How to Respond When Someone Re-Edits Your Photos

Mar 21

How to Respond When Someone Re-Edits Your Photos

You shoot the wedding.


You edit + deliver the wedding.

Yesss! Finally done!

You submit the wedding to blogs and magazines.

Fingers crossed!

You publish the wedding.

YAY!!! Party time!!

But what do you do when the process isn’t quite so smooth?

How to Respond When Someone Re-Edits Your Photos

Check out this recent issue I came across in one of the photography groups we’re apart of, and see how I responded!

I recently had my first ever session get published on a third party blogsite, and the editor shared one of my images on Instagram, tagged me … but they had re-edited the image! Should I say something? Should I let it go? I don’t want to upset the editor but I spent a lot of hard work perfecting my images. What do I do? Help!?

– Re-Edited and Confused

Oh gosh, Re-Edited, that’s definitely a yucky feeling.

First – let’s celebrate you getting your first session published – that is a huge accomplishment, and I’m super proud of you!!

But let’s get down to business: you definitely need to say something. Why?

If you don’t stand up for yourself or your work: WHO WILL?

Every single blog, publication, Pinterest pin or image share on social media is an opportunity for countless numbers of potential clients to learn your name, see your aesthetic, fall in love with your service/product and hire you.

Every. Single. One.

But let’s be honest with each other: No one cares more about you or your work than you do. Often times, people just don’t know the ‘rules’ so-to-speak about sharing images online. Yes, even blog editors and other vendors in the industry!

I’d recommend reaching out to the editor personally about the faux pas, and in a kind but firm tone let them know that:

  • You genuinely appreciate being selected for publication among the many entries they receive.
  • How excited you are to see your images on their site and social media.
  • That your images are not to be re-edited, under any circumstances.
  • And WHY they should not re-edit your images. Personally, I just don’t want anything out on the internet or social media with my name attached that isn’t representative of our brand or aesthetic.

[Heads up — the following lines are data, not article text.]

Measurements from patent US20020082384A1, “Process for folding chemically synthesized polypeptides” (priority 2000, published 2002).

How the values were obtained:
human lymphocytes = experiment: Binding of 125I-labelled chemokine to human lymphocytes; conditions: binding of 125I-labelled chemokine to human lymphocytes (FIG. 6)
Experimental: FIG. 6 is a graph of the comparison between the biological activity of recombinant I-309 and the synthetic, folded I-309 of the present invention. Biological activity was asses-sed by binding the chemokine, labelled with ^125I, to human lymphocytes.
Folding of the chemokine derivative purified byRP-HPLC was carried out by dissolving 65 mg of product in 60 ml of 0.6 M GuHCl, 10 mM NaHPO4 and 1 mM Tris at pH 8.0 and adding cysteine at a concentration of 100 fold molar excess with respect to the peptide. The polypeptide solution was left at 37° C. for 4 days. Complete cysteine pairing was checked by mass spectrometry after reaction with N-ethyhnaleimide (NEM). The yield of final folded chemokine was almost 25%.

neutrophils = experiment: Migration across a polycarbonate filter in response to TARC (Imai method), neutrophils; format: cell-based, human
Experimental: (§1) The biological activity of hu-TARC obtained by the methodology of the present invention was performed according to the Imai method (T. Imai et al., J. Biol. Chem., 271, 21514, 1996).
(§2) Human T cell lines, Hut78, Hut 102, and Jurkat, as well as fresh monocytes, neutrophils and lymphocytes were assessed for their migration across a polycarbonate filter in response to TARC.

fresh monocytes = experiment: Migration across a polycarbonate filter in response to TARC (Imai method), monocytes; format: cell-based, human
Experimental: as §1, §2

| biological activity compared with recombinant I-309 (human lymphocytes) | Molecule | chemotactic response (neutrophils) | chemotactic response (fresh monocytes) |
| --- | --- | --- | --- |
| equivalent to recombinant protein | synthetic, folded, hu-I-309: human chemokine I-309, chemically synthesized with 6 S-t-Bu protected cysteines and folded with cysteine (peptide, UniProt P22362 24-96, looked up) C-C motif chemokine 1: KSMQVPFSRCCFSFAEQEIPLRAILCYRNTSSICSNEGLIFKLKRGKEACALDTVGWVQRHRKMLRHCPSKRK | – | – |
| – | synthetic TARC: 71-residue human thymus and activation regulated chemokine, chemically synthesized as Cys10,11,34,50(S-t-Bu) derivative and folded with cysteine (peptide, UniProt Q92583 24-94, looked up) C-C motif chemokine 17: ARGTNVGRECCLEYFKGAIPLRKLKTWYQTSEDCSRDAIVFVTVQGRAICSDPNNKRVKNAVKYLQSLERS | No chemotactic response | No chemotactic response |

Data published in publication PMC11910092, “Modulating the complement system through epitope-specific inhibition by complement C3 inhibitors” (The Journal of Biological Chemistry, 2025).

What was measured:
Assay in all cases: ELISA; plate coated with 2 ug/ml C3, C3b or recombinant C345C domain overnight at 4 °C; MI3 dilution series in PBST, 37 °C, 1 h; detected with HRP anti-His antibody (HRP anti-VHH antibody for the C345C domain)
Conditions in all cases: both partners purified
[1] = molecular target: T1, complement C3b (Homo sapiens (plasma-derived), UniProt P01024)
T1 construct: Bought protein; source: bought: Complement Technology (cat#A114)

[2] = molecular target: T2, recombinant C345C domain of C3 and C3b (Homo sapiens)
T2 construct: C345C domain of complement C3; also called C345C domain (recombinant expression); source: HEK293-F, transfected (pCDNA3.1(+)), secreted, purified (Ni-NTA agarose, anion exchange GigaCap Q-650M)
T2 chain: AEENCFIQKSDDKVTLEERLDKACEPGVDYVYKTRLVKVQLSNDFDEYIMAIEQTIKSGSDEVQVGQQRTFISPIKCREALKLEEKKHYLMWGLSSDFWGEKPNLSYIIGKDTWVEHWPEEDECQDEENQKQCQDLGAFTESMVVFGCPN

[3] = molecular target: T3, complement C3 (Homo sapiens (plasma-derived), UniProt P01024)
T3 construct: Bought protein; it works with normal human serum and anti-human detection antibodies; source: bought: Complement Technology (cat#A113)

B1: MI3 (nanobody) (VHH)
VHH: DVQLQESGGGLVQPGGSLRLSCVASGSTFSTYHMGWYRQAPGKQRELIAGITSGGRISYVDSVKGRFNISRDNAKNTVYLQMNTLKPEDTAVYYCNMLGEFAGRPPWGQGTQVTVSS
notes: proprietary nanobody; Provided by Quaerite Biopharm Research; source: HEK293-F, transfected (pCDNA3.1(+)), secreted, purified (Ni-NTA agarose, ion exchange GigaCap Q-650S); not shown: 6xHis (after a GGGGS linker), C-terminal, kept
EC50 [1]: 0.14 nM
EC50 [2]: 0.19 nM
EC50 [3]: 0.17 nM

This is exactly what we would write in a direct email or message to the editor:

Hi (Editor’s First Name)!!

I’m so, so, so excited to see that this wedding (provide a link) was recently featured on your blog!!

I wanted to reach out because I noticed that this photo shared on Instagram (provide a link or screenshot) was re-edited, and as an artist and business person, I want to protect the portrayal of my style and aesthetic whenever my work is shared – especially online!

For future postings, can my photos please be shared just as I submitted them? This means no filters, edits, vignettes or alterations – so that potential couples that see my work while they are visiting your social media accounts and blog/site aren’t seeing something that truly isn’t representative of me, my artistic style or my business.

Thank you so much, I really appreciate being published on your site and can’t wait to submit to (Blog’s Name) again!

Short, sweet, and firm but kind!

Remember, Re-Edited, that you’re running a business and you have to protect yourself. If you come from a viewpoint of kindness and grace, people will respond to it much better than attacking them – like my mom always used to say, you attract more bears with honey than vinegar!